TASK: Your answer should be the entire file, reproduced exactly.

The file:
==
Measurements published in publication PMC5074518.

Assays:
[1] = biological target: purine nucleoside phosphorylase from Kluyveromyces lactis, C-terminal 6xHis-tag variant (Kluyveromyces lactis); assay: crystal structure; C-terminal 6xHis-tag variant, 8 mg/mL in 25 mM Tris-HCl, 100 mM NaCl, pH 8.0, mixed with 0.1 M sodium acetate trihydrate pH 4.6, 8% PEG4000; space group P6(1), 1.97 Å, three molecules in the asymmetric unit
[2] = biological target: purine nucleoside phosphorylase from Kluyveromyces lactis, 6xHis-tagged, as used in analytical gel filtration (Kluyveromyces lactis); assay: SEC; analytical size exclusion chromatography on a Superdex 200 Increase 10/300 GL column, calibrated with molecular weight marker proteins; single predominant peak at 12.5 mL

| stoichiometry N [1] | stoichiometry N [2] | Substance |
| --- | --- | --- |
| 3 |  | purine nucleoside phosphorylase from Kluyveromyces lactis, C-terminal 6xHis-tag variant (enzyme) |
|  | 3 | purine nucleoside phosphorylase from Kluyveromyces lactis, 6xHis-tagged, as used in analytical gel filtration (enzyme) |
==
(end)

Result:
Measurements published in publication PMC5074518.

Assays:
[1] = biological target: purine nucleoside phosphorylase from Kluyveromyces lactis, C-terminal 6xHis-tag variant (Kluyveromyces lactis); assay: crystal structure; C-terminal 6xHis-tag variant, 8 mg/mL in 25 mM Tris-HCl, 100 mM NaCl, pH 8.0, mixed with 0.1 M sodium acetate trihydrate pH 4.6, 8% PEG4000; space group P6(1), 1.97 Å, three molecules in the asymmetric unit
[2] = biological target: purine nucleoside phosphorylase from Kluyveromyces lactis, 6xHis-tagged, as used in analytical gel filtration (Kluyveromyces lactis); assay: SEC; analytical size exclusion chromatography on a Superdex 200 Increase 10/300 GL column, calibrated with molecular weight marker proteins; single predominant peak at 12.5 mL

| stoichiometry N [1] | stoichiometry N [2] | Substance |
| --- | --- | --- |
| 3 |  | purine nucleoside phosphorylase from Kluyveromyces lactis, C-terminal 6xHis-tag variant (enzyme) |
|  | 3 | purine nucleoside phosphorylase from Kluyveromyces lactis, 6xHis-tagged, as used in analytical gel filtration (enzyme) |